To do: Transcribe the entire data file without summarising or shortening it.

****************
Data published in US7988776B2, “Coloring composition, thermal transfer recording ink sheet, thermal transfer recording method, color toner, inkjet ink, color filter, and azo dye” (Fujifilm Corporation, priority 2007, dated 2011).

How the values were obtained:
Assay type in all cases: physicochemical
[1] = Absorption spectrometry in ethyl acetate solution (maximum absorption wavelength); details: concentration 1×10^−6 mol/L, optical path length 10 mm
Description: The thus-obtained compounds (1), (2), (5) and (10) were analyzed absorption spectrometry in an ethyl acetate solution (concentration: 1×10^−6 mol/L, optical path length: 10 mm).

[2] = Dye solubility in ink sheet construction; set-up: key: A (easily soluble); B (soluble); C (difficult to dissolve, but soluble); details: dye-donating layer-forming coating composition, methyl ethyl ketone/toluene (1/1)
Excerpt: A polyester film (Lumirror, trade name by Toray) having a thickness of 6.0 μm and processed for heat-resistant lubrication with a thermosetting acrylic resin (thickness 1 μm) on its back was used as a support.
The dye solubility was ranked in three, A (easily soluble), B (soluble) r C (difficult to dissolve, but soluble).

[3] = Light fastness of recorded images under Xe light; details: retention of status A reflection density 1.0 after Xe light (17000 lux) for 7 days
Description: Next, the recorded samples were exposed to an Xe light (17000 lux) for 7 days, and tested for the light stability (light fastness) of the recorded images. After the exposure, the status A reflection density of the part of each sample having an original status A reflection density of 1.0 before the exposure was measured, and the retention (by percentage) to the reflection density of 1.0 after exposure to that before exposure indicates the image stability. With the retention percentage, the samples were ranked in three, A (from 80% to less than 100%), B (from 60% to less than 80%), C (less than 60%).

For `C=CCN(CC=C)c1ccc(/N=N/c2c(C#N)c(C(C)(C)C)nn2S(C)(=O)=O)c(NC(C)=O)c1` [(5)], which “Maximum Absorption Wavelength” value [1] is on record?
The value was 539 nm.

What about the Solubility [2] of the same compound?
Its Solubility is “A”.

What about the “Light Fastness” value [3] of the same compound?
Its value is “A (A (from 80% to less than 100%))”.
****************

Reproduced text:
Data published in US7988776B2, “Coloring composition, thermal transfer recording ink sheet, thermal transfer recording method, color toner, inkjet ink, color filter, and azo dye” (Fujifilm Corporation, priority 2007, dated 2011).

How the values were obtained:
Assay type in all cases: physicochemical
[1] = Absorption spectrometry in ethyl acetate solution (maximum absorption wavelength); details: concentration 1×10^−6 mol/L, optical path length 10 mm
Description: The thus-obtained compounds (1), (2), (5) and (10) were analyzed absorption spectrometry in an ethyl acetate solution (concentration: 1×10^−6 mol/L, optical path length: 10 mm).

[2] = Dye solubility in ink sheet construction; set-up: key: A (easily soluble); B (soluble); C (difficult to dissolve, but soluble); details: dye-donating layer-forming coating composition, methyl ethyl ketone/toluene (1/1)
Excerpt: A polyester film (Lumirror, trade name by Toray) having a thickness of 6.0 μm and processed for heat-resistant lubrication with a thermosetting acrylic resin (thickness 1 μm) on its back was used as a support.
The dye solubility was ranked in three, A (easily soluble), B (soluble) r C (difficult to dissolve, but soluble).

[3] = Light fastness of recorded images under Xe light; details: retention of status A reflection density 1.0 after Xe light (17000 lux) for 7 days
Description: Next, the recorded samples were exposed to an Xe light (17000 lux) for 7 days, and tested for the light stability (light fastness) of the recorded images. After the exposure, the status A reflection density of the part of each sample having an original status A reflection density of 1.0 before the exposure was measured, and the retention (by percentage) to the reflection density of 1.0 after exposure to that before exposure indicates the image stability. With the retention percentage, the samples were ranked in three, A (from 80% to less than 100%), B (from 60% to less than 80%), C (less than 60%).

For `C=CCN(CC=C)c1ccc(/N=N/c2c(C#N)c(C(C)(C)C)nn2S(C)(=O)=O)c(NC(C)=O)c1` [(5)], which “Maximum Absorption Wavelength” value [1] is on record?
The value was 539 nm.

What about the Solubility [2] of the same compound?
Its Solubility is “A”.

What about the “Light Fastness” value [3] of the same compound?
Its value is “A (A (from 80% to less than 100%))”.